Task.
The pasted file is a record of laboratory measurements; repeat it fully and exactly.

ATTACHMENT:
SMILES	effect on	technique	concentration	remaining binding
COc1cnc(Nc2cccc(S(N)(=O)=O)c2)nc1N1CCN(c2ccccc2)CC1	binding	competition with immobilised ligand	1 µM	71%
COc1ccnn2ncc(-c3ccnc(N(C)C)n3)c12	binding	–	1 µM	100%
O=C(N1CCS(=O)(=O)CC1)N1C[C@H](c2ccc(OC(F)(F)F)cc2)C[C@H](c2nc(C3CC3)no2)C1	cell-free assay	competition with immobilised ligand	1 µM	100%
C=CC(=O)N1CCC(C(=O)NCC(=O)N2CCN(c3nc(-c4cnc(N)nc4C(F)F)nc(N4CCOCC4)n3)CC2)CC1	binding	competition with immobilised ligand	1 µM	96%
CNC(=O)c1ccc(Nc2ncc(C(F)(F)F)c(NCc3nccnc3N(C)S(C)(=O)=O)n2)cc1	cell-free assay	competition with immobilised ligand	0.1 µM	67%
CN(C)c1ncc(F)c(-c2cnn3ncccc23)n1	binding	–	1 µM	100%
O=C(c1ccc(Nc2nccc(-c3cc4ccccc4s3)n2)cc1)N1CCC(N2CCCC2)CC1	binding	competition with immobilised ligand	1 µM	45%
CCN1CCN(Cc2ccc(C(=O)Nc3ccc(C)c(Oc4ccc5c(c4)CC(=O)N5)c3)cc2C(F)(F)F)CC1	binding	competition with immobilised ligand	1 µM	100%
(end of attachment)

SMILES	effect on	technique	concentration	remaining binding
COc1cnc(Nc2cccc(S(N)(=O)=O)c2)nc1N1CCN(c2ccccc2)CC1	binding	competition with immobilised ligand	1 µM	71%
COc1ccnn2ncc(-c3ccnc(N(C)C)n3)c12	binding	–	1 µM	100%
O=C(N1CCS(=O)(=O)CC1)N1C[C@H](c2ccc(OC(F)(F)F)cc2)C[C@H](c2nc(C3CC3)no2)C1	cell-free assay	competition with immobilised ligand	1 µM	100%
C=CC(=O)N1CCC(C(=O)NCC(=O)N2CCN(c3nc(-c4cnc(N)nc4C(F)F)nc(N4CCOCC4)n3)CC2)CC1	binding	competition with immobilised ligand	1 µM	96%
CNC(=O)c1ccc(Nc2ncc(C(F)(F)F)c(NCc3nccnc3N(C)S(C)(=O)=O)n2)cc1	cell-free assay	competition with immobilised ligand	0.1 µM	67%
CN(C)c1ncc(F)c(-c2cnn3ncccc23)n1	binding	–	1 µM	100%
O=C(c1ccc(Nc2nccc(-c3cc4ccccc4s3)n2)cc1)N1CCC(N2CCCC2)CC1	binding	competition with immobilised ligand	1 µM	45%
CCN1CCN(Cc2ccc(C(=O)Nc3ccc(C)c(Oc4ccc5c(c4)CC(=O)N5)c3)cc2C(F)(F)F)CC1	binding	competition with immobilised ligand	1 µM	100%